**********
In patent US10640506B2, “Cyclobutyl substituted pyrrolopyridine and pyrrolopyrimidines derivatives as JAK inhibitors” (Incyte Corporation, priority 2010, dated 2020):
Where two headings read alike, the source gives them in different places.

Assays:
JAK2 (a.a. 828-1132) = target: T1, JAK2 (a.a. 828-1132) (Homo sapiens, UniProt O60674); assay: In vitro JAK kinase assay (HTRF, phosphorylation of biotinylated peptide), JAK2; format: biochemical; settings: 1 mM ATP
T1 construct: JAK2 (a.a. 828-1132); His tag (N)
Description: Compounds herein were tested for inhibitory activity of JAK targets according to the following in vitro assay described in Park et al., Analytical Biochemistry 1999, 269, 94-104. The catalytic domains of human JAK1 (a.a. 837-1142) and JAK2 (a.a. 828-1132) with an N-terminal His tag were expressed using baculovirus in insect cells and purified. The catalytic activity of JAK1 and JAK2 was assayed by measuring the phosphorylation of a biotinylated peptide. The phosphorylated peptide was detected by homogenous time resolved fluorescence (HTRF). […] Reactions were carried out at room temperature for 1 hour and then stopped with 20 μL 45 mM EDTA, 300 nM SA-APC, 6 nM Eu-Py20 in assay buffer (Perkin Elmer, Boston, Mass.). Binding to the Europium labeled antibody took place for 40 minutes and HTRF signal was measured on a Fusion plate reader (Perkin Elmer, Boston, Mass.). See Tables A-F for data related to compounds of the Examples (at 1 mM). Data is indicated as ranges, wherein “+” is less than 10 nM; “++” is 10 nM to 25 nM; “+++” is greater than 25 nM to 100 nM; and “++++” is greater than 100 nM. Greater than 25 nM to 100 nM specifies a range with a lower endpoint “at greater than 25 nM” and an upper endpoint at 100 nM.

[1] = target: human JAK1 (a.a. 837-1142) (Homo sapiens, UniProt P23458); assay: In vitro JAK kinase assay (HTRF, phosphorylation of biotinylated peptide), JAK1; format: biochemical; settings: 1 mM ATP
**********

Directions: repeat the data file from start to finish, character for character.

In patent US10640506B2, “Cyclobutyl substituted pyrrolopyridine and pyrrolopyrimidines derivatives as JAK inhibitors” (Incyte Corporation, priority 2010, dated 2020):
Where two headings read alike, the source gives them in different places.

Assays:
JAK2 (a.a. 828-1132) = target: T1, JAK2 (a.a. 828-1132) (Homo sapiens, UniProt O60674); assay: In vitro JAK kinase assay (HTRF, phosphorylation of biotinylated peptide), JAK2; format: biochemical; settings: 1 mM ATP
T1 construct: JAK2 (a.a. 828-1132); His tag (N)
Description: Compounds herein were tested for inhibitory activity of JAK targets according to the following in vitro assay described in Park et al., Analytical Biochemistry 1999, 269, 94-104. The catalytic domains of human JAK1 (a.a. 837-1142) and JAK2 (a.a. 828-1132) with an N-terminal His tag were expressed using baculovirus in insect cells and purified. The catalytic activity of JAK1 and JAK2 was assayed by measuring the phosphorylation of a biotinylated peptide. The phosphorylated peptide was detected by homogenous time resolved fluorescence (HTRF). […] Reactions were carried out at room temperature for 1 hour and then stopped with 20 μL 45 mM EDTA, 300 nM SA-APC, 6 nM Eu-Py20 in assay buffer (Perkin Elmer, Boston, Mass.). Binding to the Europium labeled antibody took place for 40 minutes and HTRF signal was measured on a Fusion plate reader (Perkin Elmer, Boston, Mass.). See Tables A-F for data related to compounds of the Examples (at 1 mM). Data is indicated as ranges, wherein “+” is less than 10 nM; “++” is 10 nM to 25 nM; “+++” is greater than 25 nM to 100 nM; and “++++” is greater than 100 nM. Greater than 25 nM to 100 nM specifies a range with a lower endpoint “at greater than 25 nM” and an upper endpoint at 100 nM.

[1] = target: human JAK1 (a.a. 837-1142) (Homo sapiens, UniProt P23458); assay: In vitro JAK kinase assay (HTRF, phosphorylation of biotinylated peptide), JAK1; format: biochemical; settings: 1 mM ATP